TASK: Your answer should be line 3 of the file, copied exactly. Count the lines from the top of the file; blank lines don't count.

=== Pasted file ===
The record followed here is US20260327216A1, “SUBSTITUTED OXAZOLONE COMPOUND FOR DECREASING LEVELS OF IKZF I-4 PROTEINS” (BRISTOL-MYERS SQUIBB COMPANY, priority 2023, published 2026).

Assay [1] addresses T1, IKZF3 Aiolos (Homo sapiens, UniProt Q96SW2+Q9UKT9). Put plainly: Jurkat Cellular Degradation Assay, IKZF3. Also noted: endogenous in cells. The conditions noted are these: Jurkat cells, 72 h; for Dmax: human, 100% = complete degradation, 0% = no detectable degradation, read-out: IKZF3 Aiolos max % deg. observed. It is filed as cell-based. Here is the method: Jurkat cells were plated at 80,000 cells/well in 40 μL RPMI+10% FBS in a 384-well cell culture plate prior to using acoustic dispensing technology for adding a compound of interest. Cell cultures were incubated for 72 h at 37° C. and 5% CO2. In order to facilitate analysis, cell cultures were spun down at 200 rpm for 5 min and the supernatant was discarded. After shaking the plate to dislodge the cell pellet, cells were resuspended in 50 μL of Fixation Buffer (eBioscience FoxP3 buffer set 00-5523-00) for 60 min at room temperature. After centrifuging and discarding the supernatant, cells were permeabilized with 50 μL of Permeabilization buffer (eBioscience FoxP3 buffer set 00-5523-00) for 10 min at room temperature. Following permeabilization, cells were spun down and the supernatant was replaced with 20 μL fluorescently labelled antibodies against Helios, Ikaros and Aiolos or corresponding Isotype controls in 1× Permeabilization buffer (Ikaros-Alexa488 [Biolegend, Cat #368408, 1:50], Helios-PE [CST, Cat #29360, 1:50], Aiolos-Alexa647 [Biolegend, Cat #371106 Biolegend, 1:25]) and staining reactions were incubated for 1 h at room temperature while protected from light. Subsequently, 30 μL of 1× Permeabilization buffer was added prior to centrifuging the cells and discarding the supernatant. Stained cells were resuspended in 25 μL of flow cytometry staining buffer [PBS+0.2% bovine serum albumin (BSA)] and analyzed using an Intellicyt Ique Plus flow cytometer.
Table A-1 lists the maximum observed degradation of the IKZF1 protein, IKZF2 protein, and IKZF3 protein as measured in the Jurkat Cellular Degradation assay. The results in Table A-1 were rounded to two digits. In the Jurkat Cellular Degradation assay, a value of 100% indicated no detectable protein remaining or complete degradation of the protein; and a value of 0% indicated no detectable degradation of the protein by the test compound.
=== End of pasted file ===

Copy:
Table A-1 lists the maximum observed degradation of the IKZF1 protein, IKZF2 protein, and IKZF3 protein as measured in the Jurkat Cellular Degradation assay. The results in Table A-1 were rounded to two digits. In the Jurkat Cellular Degradation assay, a value of 100% indicated no detectable protein remaining or complete degradation of the protein; and a value of 0% indicated no detectable degradation of the protein by the test compound.